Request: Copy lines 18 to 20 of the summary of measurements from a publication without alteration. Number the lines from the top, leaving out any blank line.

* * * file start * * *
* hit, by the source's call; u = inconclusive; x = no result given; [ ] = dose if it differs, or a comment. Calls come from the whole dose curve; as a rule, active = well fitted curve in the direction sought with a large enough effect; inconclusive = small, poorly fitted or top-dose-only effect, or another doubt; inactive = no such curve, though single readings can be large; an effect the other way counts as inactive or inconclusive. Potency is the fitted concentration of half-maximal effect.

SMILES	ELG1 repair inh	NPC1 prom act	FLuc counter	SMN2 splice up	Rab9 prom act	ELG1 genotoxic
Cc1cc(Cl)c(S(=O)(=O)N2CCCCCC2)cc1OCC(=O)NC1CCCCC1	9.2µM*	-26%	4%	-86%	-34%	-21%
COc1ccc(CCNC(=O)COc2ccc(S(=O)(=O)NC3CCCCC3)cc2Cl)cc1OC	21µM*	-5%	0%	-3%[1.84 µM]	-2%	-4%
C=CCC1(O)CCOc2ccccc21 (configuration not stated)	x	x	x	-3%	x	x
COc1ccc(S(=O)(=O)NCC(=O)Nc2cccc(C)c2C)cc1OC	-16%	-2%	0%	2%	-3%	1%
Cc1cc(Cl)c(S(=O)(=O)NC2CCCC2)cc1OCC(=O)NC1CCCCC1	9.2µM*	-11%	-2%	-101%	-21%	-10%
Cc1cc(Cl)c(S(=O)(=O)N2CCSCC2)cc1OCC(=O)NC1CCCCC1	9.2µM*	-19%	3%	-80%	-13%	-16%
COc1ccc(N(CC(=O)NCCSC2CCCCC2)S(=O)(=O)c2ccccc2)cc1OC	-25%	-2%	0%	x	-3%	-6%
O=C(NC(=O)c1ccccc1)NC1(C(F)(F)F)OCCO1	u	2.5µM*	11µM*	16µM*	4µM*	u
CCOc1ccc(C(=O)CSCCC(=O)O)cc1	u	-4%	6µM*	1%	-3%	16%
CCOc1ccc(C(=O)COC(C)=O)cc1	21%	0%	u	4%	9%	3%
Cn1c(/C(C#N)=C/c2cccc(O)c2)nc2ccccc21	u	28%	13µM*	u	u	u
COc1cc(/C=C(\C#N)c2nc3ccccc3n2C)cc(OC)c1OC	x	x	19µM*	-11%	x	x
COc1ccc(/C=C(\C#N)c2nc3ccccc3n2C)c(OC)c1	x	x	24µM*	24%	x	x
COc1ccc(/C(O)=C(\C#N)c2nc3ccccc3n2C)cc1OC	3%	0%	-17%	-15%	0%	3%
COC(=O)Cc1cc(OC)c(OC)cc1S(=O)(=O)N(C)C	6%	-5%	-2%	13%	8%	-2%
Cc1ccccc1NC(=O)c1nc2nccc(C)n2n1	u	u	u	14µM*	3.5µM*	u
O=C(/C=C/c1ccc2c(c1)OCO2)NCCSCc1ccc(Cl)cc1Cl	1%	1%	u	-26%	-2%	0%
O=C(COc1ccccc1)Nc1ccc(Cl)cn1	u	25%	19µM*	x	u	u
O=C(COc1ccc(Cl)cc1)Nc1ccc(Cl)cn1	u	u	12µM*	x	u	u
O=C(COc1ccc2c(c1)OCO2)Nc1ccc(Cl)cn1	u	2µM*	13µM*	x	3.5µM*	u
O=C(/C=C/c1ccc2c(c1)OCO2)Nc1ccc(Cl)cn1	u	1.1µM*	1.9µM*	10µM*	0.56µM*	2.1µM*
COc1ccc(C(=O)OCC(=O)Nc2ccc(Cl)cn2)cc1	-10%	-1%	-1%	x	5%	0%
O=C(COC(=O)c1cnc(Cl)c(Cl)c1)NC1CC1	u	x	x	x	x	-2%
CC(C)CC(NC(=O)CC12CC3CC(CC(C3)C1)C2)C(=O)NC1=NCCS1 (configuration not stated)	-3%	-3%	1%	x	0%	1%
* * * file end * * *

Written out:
Cc1ccccc1NC(=O)c1nc2nccc(C)n2n1	u	u	u	14µM*	3.5µM*	u
O=C(/C=C/c1ccc2c(c1)OCO2)NCCSCc1ccc(Cl)cc1Cl	1%	1%	u	-26%	-2%	0%
O=C(COc1ccccc1)Nc1ccc(Cl)cn1	u	25%	19µM*	x	u	u